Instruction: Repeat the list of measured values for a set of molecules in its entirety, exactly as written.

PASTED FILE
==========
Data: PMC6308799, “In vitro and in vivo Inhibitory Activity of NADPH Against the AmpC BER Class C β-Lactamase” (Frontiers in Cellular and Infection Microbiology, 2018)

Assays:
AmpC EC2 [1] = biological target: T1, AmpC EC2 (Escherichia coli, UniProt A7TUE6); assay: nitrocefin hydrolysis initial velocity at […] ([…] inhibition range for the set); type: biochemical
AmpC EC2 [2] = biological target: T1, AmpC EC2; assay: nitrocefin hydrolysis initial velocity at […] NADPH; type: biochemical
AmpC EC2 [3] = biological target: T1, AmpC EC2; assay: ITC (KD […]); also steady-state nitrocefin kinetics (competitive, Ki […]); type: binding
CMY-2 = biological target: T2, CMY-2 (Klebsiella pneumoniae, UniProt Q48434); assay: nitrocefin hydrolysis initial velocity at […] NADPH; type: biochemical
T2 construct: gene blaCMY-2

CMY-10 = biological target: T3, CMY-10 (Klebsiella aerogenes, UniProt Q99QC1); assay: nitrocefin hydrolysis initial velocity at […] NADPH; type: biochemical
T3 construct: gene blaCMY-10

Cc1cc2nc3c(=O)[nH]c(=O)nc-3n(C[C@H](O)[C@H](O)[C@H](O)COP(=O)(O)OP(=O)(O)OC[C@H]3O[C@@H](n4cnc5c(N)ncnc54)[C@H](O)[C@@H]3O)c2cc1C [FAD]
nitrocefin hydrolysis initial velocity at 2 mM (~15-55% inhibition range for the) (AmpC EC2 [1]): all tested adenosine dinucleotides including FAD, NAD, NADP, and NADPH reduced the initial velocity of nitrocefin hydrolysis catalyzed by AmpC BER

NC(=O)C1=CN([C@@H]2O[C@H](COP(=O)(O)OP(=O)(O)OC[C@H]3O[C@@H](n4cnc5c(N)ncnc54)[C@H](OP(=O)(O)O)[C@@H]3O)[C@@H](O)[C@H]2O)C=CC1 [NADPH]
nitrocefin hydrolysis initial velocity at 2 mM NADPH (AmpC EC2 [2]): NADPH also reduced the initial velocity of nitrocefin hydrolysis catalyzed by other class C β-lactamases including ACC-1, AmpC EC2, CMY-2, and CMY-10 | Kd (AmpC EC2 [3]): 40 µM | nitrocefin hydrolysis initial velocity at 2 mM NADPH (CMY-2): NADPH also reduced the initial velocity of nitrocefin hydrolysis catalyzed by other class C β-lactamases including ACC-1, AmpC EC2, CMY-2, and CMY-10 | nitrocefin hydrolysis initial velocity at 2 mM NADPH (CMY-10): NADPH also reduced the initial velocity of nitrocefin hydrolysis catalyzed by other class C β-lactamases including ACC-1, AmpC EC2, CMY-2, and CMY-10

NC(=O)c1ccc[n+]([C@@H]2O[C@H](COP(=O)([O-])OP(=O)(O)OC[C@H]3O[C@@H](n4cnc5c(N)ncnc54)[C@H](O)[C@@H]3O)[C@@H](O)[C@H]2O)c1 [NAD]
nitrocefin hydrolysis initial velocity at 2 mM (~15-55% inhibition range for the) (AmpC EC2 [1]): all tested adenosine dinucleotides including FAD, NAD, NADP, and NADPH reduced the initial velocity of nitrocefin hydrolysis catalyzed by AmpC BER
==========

Data: PMC6308799, “In vitro and in vivo Inhibitory Activity of NADPH Against the AmpC BER Class C β-Lactamase” (Frontiers in Cellular and Infection Microbiology, 2018)

Assays:
AmpC EC2 [1] = biological target: T1, AmpC EC2 (Escherichia coli, UniProt A7TUE6); assay: nitrocefin hydrolysis initial velocity at […] ([…] inhibition range for the set); type: biochemical
AmpC EC2 [2] = biological target: T1, AmpC EC2; assay: nitrocefin hydrolysis initial velocity at […] NADPH; type: biochemical
AmpC EC2 [3] = biological target: T1, AmpC EC2; assay: ITC (KD […]); also steady-state nitrocefin kinetics (competitive, Ki […]); type: binding
CMY-2 = biological target: T2, CMY-2 (Klebsiella pneumoniae, UniProt Q48434); assay: nitrocefin hydrolysis initial velocity at […] NADPH; type: biochemical
T2 construct: gene blaCMY-2

CMY-10 = biological target: T3, CMY-10 (Klebsiella aerogenes, UniProt Q99QC1); assay: nitrocefin hydrolysis initial velocity at […] NADPH; type: biochemical
T3 construct: gene blaCMY-10

Cc1cc2nc3c(=O)[nH]c(=O)nc-3n(C[C@H](O)[C@H](O)[C@H](O)COP(=O)(O)OP(=O)(O)OC[C@H]3O[C@@H](n4cnc5c(N)ncnc54)[C@H](O)[C@@H]3O)c2cc1C [FAD]
nitrocefin hydrolysis initial velocity at 2 mM (~15-55% inhibition range for the) (AmpC EC2 [1]): all tested adenosine dinucleotides including FAD, NAD, NADP, and NADPH reduced the initial velocity of nitrocefin hydrolysis catalyzed by AmpC BER

NC(=O)C1=CN([C@@H]2O[C@H](COP(=O)(O)OP(=O)(O)OC[C@H]3O[C@@H](n4cnc5c(N)ncnc54)[C@H](OP(=O)(O)O)[C@@H]3O)[C@@H](O)[C@H]2O)C=CC1 [NADPH]
nitrocefin hydrolysis initial velocity at 2 mM NADPH (AmpC EC2 [2]): NADPH also reduced the initial velocity of nitrocefin hydrolysis catalyzed by other class C β-lactamases including ACC-1, AmpC EC2, CMY-2, and CMY-10 | Kd (AmpC EC2 [3]): 40 µM | nitrocefin hydrolysis initial velocity at 2 mM NADPH (CMY-2): NADPH also reduced the initial velocity of nitrocefin hydrolysis catalyzed by other class C β-lactamases including ACC-1, AmpC EC2, CMY-2, and CMY-10 | nitrocefin hydrolysis initial velocity at 2 mM NADPH (CMY-10): NADPH also reduced the initial velocity of nitrocefin hydrolysis catalyzed by other class C β-lactamases including ACC-1, AmpC EC2, CMY-2, and CMY-10

NC(=O)c1ccc[n+]([C@@H]2O[C@H](COP(=O)([O-])OP(=O)(O)OC[C@H]3O[C@@H](n4cnc5c(N)ncnc54)[C@H](O)[C@@H]3O)[C@@H](O)[C@H]2O)c1 [NAD]
nitrocefin hydrolysis initial velocity at 2 mM (~15-55% inhibition range for the) (AmpC EC2 [1]): all tested adenosine dinucleotides including FAD, NAD, NADP, and NADPH reduced the initial velocity of nitrocefin hydrolysis catalyzed by AmpC BER